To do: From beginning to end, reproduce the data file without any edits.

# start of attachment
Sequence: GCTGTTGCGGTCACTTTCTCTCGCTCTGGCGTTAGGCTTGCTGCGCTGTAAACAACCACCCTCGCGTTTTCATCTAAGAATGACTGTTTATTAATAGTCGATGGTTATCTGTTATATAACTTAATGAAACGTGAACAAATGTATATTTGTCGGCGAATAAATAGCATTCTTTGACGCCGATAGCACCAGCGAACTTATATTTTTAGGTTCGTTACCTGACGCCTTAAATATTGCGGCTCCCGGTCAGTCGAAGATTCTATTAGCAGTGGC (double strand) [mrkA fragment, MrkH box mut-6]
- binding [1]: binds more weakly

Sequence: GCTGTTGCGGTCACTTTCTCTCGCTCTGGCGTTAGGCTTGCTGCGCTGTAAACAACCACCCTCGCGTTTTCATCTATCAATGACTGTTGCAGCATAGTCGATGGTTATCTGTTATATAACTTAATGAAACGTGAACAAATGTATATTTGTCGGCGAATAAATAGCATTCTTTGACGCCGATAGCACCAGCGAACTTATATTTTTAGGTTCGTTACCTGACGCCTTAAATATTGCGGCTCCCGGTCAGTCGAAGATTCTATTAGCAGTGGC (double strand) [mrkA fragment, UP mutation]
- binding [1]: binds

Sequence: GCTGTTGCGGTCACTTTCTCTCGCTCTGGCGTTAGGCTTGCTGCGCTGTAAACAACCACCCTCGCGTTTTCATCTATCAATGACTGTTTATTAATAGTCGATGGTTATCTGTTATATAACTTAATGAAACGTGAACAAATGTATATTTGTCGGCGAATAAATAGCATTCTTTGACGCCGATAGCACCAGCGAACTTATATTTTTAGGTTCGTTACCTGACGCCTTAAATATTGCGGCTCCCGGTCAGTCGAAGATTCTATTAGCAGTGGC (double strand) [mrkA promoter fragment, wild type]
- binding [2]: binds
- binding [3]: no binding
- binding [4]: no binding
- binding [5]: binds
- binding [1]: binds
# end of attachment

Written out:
Sequence: GCTGTTGCGGTCACTTTCTCTCGCTCTGGCGTTAGGCTTGCTGCGCTGTAAACAACCACCCTCGCGTTTTCATCTAAGAATGACTGTTTATTAATAGTCGATGGTTATCTGTTATATAACTTAATGAAACGTGAACAAATGTATATTTGTCGGCGAATAAATAGCATTCTTTGACGCCGATAGCACCAGCGAACTTATATTTTTAGGTTCGTTACCTGACGCCTTAAATATTGCGGCTCCCGGTCAGTCGAAGATTCTATTAGCAGTGGC (double strand) [mrkA fragment, MrkH box mut-6]
- binding [1]: binds more weakly

Sequence: GCTGTTGCGGTCACTTTCTCTCGCTCTGGCGTTAGGCTTGCTGCGCTGTAAACAACCACCCTCGCGTTTTCATCTATCAATGACTGTTGCAGCATAGTCGATGGTTATCTGTTATATAACTTAATGAAACGTGAACAAATGTATATTTGTCGGCGAATAAATAGCATTCTTTGACGCCGATAGCACCAGCGAACTTATATTTTTAGGTTCGTTACCTGACGCCTTAAATATTGCGGCTCCCGGTCAGTCGAAGATTCTATTAGCAGTGGC (double strand) [mrkA fragment, UP mutation]
- binding [1]: binds

Sequence: GCTGTTGCGGTCACTTTCTCTCGCTCTGGCGTTAGGCTTGCTGCGCTGTAAACAACCACCCTCGCGTTTTCATCTATCAATGACTGTTTATTAATAGTCGATGGTTATCTGTTATATAACTTAATGAAACGTGAACAAATGTATATTTGTCGGCGAATAAATAGCATTCTTTGACGCCGATAGCACCAGCGAACTTATATTTTTAGGTTCGTTACCTGACGCCTTAAATATTGCGGCTCCCGGTCAGTCGAAGATTCTATTAGCAGTGGC (double strand) [mrkA promoter fragment, wild type]
- binding [2]: binds
- binding [3]: no binding
- binding [4]: no binding
- binding [5]: binds
- binding [1]: binds